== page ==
- A schedule of tutoring sessions with days and times
- Your tutoring rate
- A general statement informing the client that your tutoring does not guarantee their individual success (the client must apply themselves)
- Guidelines for contacting you outside of normal session or study hours
- Anything else you can think of
Consider working with a lawyer to create a tutoring contract template that can be slightly adjusted with specific details about your scope of work with any new clients.
Choosing a location for your tutoring services
Working one-on-one or in small groups means you don’t need a large space or special equipment. This gives you a lot of flexibility. When you’re just starting out, it’s probably best to work from home or from your clients’ homes to keep overhead costs down.
If you’d like to tutor at your home, you’ll need to check with your local authority about zoning laws. There may be restrictions on running certain types of businesses in your neighborhood. If there are, you can request a variance.
Many tutors do home visits. This is most convenient for the student. It might be easier for you, too, if your living space is cramped or otherwise unsuitable.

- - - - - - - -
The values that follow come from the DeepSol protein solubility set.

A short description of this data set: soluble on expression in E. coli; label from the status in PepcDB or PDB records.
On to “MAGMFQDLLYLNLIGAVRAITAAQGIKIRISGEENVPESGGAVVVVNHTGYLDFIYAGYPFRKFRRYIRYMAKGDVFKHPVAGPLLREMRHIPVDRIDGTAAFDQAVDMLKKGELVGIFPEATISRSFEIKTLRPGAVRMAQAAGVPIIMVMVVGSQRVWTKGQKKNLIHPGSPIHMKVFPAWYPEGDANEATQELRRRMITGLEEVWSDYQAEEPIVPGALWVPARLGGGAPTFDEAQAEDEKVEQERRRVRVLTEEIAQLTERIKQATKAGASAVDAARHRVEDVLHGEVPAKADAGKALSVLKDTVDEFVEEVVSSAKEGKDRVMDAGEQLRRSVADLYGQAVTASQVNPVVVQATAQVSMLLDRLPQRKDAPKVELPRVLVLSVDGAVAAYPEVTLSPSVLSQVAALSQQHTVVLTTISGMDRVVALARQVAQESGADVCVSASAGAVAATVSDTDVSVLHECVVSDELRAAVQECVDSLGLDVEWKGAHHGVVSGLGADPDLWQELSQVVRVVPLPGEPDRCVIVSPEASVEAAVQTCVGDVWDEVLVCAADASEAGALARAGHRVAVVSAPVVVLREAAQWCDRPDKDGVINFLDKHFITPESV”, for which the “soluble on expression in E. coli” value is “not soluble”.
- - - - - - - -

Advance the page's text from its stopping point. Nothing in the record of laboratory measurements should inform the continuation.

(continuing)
If you do travel to teach your clients, you’ll need to make sure you’re charging enough to cover any travel costs. You might also need commercial auto insurance since many personal auto insurance policies don’t cover business-related accidents.
If neither of these options will work, you might be able to meet your students in an unused room in a local school or library. You’ll need to obtain permission from the managers of these institutions.
Another option is to rent a space yourself. This might be a better option if you’re concerned you won’t have the quiet you need in other locations.
Business plans and marketing considerations
To start any business, you need a plan. Your tutoring business plan should be a guide that explains your services and how you would like your business to grow.